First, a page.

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With the release of Intel Xeon D this week , many people regard Xeon D-1500 as a perfect low-power virtualization node. The current Intel Xeon E3 series has been limited to 32GB RAM for several generations and Broadwell Micro-Architecture-DE promises to solve this problem. We have been using the pre-production version of Supermicro X10SDV-F and the onboard Intel Xeon D-1540 SoC to test the new platform and achieved exciting results this week. We took a new image of VMware ESXi 6.0 and wanted to understand the features that the new platform must provide.

As a hardware reviewer, the compatibility of VMware ESXi with new pre-production platforms often creates some pressure when trying to figure out how to make the onboard hardware work. VMware has a stricter hardware compatibility list (HCL) than Microsoft Windows or many Linux variants, so it is often necessary to manually add drivers to the ESXi image.

Install VMware ESXi 6.0 on Xeon D server

We installed the SanDisk Ultra Fit 16GB drive onto USB 3.0 to match the USB port on the Supermicro X10SDV-F platform. USB 3.0 booting has always been problematic on some platforms, so we want to test a harder situation. When using iso installed from IPMI to install to a USB drive, there is no problem with the VMware ESXi 6.0 installer. At this time, we have no drives connected to the system.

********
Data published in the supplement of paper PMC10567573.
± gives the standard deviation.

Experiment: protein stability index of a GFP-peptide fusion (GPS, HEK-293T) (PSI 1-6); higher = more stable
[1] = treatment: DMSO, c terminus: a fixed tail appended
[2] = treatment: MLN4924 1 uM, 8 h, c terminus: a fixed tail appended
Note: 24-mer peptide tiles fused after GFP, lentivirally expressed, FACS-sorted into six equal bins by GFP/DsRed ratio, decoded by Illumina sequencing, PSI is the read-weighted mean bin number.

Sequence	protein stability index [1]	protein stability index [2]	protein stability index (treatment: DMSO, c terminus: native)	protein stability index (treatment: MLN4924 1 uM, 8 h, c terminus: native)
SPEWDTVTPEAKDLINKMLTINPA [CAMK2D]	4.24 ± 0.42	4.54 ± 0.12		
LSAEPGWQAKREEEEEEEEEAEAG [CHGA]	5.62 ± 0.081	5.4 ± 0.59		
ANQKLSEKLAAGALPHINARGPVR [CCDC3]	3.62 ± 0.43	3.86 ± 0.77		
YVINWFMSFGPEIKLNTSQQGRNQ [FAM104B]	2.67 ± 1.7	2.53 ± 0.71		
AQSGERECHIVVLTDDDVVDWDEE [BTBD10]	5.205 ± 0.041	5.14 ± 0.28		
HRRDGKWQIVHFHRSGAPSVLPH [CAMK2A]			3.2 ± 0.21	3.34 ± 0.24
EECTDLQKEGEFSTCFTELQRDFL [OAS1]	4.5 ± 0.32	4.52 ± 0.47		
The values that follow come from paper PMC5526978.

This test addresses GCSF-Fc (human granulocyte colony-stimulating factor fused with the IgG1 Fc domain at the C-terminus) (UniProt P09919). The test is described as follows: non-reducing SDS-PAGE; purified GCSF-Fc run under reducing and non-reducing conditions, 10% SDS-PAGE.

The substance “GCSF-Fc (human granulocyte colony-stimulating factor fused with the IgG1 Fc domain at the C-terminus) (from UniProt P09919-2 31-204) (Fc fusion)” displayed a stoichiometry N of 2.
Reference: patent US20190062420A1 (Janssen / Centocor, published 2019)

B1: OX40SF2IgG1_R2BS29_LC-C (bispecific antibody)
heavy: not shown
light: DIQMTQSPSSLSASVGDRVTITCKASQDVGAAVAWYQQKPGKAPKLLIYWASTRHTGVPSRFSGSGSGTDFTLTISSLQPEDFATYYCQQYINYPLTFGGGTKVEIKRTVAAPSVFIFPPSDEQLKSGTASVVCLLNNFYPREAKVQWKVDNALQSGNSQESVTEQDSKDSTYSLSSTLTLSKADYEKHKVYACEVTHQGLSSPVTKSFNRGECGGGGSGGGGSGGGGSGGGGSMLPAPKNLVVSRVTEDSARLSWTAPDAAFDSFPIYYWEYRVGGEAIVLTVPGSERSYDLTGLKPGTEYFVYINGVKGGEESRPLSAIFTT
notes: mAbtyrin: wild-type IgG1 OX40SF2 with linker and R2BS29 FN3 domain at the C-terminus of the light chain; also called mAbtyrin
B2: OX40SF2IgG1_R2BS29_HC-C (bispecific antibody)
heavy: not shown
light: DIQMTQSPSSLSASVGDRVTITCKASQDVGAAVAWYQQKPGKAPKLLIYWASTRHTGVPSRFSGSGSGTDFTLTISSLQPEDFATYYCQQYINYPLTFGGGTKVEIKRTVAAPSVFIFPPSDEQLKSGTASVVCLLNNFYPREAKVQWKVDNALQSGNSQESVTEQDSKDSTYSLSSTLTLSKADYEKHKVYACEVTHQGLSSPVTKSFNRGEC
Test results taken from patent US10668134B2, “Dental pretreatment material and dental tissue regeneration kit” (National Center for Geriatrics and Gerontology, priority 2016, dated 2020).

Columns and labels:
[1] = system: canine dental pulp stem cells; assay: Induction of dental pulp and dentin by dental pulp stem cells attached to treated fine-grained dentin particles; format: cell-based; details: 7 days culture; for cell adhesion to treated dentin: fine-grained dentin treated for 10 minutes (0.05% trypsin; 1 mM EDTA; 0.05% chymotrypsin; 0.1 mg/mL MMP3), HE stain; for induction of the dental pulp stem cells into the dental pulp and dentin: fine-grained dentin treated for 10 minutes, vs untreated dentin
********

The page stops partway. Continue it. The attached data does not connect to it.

SanDisk Ultra Fit 16GB ESXi 6.0

After restarting, everything is normal. Some parts of the machine information are not visible, which is common in pre-production gears like Supermicro X10SDV-F. We can see that there are 8 CPUs on 1.9GHz, which is the basic clock of the pre-release version of Intel Xeon CPU D-1540 (the factory version is 100MHz faster.) Supports DirectPath I/O, and we have 64GB RAM 8 CPU/16 threads ESXi The 6.0 node is idle at 22w, and now we have better heat dissipation of a suitable size. This is great for anyone who has been looking for low-power ESXi nodes.

Supermicro X10SDV-F ESXi 6.0.0 is installed. Although no drive is connected in this example, there are still 6 SATA 3 ports, one PCIe x4 m.2 port and one PCIe 3.0 x16 slot on the motherboard, so you can actually build one Decent vSAN node on this platform.

According to our Ubuntu 14.04 LTS results, we see evidence that Xeon D integrated PCH is shown as Lynx Point in ESXi 6.0, and Lynx Point is the code name of Intel C220 family PCH.

in conclusion

There must be more powerful ESXi 6.0 options on the market. The pre-production samples of the Intel Broadwell-DE platform and Supermicro X10SDV-F we are testing can be used out of the box through the VMware ESXi 6.0 installer iso. Of course, even with the first released Avoton and Rangely Atom C2000 platforms, it is much easier than earlier.



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